Joyce’s first novel, and one deeply bound up in the anxieties of an aspiring artist seeking creative freedom and direction, is the novel every idealistic scribbler should have. Not quite as daunting as Ulysses, but packed with challenging techniques and stylistic experiments, it’s sure to inspire a wordsmith.Edited by Hans Walter Gabler, who edited a highly controversial but still widely used edition of Ulysses, this Vintage edition is a solid pick.
Alexandre Dumas wrote novels packed with swordplay, revenge, elaborate disguises and death-defying risks. For the friend or family member who, like Don Quixote, longs to live in a world governed by honor, duelling and feats of courage, The Count of Monte Cristo is the perfect steely-hearted novel of ruthless vengeance. Many editions of Dumas’ classic make use of a subpar 19th-century translation, but this Penguin edition — aside from being gorgeously designed by Coralie Bickford-Smith — features the more up-to-date translation of Robin Buss, which is both more accessible and truer to the original.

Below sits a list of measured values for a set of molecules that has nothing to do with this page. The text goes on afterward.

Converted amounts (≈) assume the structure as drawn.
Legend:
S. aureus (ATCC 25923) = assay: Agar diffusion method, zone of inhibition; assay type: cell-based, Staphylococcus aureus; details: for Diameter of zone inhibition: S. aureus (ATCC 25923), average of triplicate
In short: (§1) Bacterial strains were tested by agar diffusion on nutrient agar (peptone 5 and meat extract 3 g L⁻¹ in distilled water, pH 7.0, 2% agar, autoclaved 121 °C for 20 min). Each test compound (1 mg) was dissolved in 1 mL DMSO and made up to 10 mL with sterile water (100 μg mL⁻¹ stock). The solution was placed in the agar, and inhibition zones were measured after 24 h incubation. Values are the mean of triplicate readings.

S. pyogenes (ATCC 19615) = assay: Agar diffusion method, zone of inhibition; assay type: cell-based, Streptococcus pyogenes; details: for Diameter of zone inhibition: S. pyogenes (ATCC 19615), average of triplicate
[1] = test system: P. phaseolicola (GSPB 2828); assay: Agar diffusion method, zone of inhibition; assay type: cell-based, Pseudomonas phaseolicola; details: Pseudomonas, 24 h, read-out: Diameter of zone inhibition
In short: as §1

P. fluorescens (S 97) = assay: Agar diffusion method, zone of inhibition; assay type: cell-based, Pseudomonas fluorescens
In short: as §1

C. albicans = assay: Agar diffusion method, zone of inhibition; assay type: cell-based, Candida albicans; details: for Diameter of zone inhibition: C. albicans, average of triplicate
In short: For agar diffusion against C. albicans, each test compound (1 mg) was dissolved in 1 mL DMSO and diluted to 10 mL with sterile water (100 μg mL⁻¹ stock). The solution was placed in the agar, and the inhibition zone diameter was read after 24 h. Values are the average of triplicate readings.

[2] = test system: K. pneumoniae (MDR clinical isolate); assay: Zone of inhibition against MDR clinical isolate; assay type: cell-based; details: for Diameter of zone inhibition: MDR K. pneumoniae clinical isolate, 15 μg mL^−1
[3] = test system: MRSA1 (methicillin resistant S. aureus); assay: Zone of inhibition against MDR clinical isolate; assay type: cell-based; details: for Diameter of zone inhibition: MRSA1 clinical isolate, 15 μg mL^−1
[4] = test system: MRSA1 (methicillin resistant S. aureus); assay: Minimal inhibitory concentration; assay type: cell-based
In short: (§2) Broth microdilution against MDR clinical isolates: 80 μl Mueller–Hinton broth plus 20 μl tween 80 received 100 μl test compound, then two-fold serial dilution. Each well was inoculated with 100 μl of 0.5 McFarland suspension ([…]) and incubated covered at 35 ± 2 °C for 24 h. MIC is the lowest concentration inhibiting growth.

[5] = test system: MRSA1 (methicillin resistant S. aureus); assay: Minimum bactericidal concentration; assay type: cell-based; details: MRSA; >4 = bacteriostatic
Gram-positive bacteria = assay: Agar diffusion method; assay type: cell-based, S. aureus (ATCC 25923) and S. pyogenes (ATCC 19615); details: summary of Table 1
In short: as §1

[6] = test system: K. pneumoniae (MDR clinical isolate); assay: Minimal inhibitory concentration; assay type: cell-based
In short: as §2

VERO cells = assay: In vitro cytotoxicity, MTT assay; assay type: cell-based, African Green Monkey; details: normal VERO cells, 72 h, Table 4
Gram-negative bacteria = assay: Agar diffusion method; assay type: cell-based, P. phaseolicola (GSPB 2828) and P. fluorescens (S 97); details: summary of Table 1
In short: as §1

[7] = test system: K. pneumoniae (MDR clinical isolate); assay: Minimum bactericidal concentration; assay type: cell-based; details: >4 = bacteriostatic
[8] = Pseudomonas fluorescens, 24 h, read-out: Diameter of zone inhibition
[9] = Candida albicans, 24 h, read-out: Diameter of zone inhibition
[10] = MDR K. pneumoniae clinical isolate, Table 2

Does your loved one have hours and hours — days and days, even — to spend lost in a book?Anna Kareninaisn’t for the faint of heart, or the five-minutes-a-day reader. If you have someone in your life you want to challenge, Tolstoy is always a good pick, and this celebrated new translation by Marian Schwartz, which is the first to “[embrace] Tolstoys unusual style.”is the proper way to do it.
For the friend or family member who cares passionately about human rights, equality of opportunity, and the ongoing problem of social injustice, Baldwin’s Notes of a Native Son is a must-read.This edition features an introduction by Edward P. Jones, the author of the Pulitzer Prize-winning The Known World. Baldwin’s critical essays on race in literature, protest movements, identity and more were deeply of their moment, but also timeless, as relevant today as ever.
If you have a young woman in your life going through a feminist enlightenment, or a friendwho firmly espouses that a woman needs a man like a fish needs a bicycle,The Awakening, which portrays a young wife who feels lost and weighed down by her domestic life,is one of the unmissable reads. This striking paperback, with its bold black-and-white cover illustration and pages edged with black ink, also includes an introduction by no less than Barbara Kingsolver. This book was made for gifting.